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Fabricating Isolated Device Quality Semiconductor Film Areas in a Foreign Substrate Using Laser Melting

IP.com Disclosure Number: IPCOM000081078D
Original Publication Date: 1974-Mar-01
Included in the Prior Art Database: 2005-Feb-27
Document File: 2 page(s) / 14K

Publishing Venue

IBM

Related People

Hutchins, GL: AUTHOR [+2]

Abstract

The described process is directed to fabricating relatively cheap, large-area arrays of isolated semiconductor film regions on insulating substrates with sufficient material quality (good carrier mobilities and/or lifetimes), so as to be useful for device applications.

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Fabricating Isolated Device Quality Semiconductor Film Areas in a Foreign Substrate Using Laser Melting

The described process is directed to fabricating relatively cheap, large-area arrays of isolated semiconductor film regions on insulating substrates with sufficient material quality (good carrier mobilities and/or lifetimes), so as to be useful for device applications.

The process involves depositing a film of semiconductor material on a suitable insulating substrate, with the film being amorphous and/or "micro- polycrystalline" and, in general, not of device quality. The film of semiconductor material may be deposited by evaporation, sputtering, chemical vapor deposition, or the like, to a suitable thickness of, for example, 1 micrometer. Any of a variety of dopants may be incorporated either during deposition, on afterwards, for example, by diffusion or ion implantation.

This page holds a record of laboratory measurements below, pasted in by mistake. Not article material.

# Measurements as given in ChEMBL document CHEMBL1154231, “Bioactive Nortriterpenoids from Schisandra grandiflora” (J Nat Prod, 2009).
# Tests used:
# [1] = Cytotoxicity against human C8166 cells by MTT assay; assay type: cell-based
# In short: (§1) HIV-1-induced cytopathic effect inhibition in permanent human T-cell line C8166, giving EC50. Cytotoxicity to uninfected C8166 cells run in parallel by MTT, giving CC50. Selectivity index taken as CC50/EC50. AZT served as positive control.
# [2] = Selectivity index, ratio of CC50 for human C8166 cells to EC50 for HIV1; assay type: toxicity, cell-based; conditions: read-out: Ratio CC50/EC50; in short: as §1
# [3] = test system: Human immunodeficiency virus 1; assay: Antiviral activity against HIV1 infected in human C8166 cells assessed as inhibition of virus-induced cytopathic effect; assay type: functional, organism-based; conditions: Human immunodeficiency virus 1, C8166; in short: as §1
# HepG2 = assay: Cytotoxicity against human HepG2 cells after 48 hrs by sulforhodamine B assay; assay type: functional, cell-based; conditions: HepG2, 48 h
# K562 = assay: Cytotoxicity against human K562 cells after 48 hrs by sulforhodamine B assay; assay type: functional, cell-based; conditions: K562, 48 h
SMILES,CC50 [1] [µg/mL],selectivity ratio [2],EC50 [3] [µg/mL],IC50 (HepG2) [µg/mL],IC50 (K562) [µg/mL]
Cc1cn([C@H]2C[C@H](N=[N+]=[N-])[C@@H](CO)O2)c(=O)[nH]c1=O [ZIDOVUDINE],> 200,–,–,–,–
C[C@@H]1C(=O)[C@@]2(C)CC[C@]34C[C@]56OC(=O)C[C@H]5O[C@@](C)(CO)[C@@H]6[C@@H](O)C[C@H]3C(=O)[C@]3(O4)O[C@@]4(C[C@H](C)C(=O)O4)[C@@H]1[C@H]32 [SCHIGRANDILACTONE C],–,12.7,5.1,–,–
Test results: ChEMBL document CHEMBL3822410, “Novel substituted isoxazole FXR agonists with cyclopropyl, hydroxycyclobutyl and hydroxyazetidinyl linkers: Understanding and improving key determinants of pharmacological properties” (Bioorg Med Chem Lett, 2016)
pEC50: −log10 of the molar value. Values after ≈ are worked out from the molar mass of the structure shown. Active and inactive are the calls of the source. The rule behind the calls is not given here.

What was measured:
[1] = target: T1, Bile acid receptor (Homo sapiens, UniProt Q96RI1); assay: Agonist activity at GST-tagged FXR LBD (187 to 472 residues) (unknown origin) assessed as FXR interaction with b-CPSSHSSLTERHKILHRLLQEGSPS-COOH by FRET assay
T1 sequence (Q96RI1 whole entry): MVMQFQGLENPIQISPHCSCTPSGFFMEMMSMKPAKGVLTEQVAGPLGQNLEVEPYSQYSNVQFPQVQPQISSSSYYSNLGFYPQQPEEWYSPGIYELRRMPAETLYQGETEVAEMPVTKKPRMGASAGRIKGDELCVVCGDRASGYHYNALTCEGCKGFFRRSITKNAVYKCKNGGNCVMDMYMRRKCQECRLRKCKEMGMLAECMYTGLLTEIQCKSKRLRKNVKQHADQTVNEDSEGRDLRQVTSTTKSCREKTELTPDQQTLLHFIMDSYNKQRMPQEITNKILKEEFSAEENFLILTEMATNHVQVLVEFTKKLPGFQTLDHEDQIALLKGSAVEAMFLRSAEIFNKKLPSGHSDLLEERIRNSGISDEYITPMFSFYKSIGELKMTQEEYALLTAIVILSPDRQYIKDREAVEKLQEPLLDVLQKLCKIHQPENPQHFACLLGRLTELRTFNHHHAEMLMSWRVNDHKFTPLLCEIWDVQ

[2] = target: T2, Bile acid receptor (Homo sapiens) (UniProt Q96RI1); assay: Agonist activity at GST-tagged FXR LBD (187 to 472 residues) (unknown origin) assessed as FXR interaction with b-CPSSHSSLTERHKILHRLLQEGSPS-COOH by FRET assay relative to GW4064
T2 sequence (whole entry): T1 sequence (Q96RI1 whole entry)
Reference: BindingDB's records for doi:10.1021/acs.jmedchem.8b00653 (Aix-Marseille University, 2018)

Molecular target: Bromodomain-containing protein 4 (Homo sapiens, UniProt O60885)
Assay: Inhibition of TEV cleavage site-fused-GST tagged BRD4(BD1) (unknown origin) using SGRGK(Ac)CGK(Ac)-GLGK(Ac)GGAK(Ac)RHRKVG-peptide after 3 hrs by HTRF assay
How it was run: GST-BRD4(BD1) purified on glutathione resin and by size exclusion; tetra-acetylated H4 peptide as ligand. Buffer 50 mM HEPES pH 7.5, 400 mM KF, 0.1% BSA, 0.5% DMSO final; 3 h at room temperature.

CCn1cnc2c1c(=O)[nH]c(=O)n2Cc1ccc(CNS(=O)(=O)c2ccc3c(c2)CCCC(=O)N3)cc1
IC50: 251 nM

A high-intensity laser beam is then employed to selectively traverse along the surface of the film of semiconductor material, and the energy is absorbed within the film, causing it to be heated locally. The beam is swept slowly enough to add sufficient heat to the film-substrate combination for considerable recrystallization to take place, but rapidly enough so that neither significant loss of material by evaporation nor appreciable change of shape caused by coalescence of any melted region due to surface tension forces, can take place. For example, a 1 watt argon-ion beam at approximately 5145 Angstroms wavelength, focused to a beam diameter of approximately 25 Mu meters, may be used. Such a beam acts to produce a melted track width of approximately 25 Mu meters in a silicon film approximately 1 Mu micrometer thick on a substrate of fused silicon dioxide.

The beam may be modulated in intensity while being swept so that only local regions along the track are heated. In this regard, it is clear that repetitive sweeps of the beam may be employed, by deflecting the beam stepwise with respect to the sweep direction such that an X-Y array of treated regions is produced.

With certain materials, relatively large amounts of recrystallization may occur without the occurrence of melting. The recrystallization here is adequa...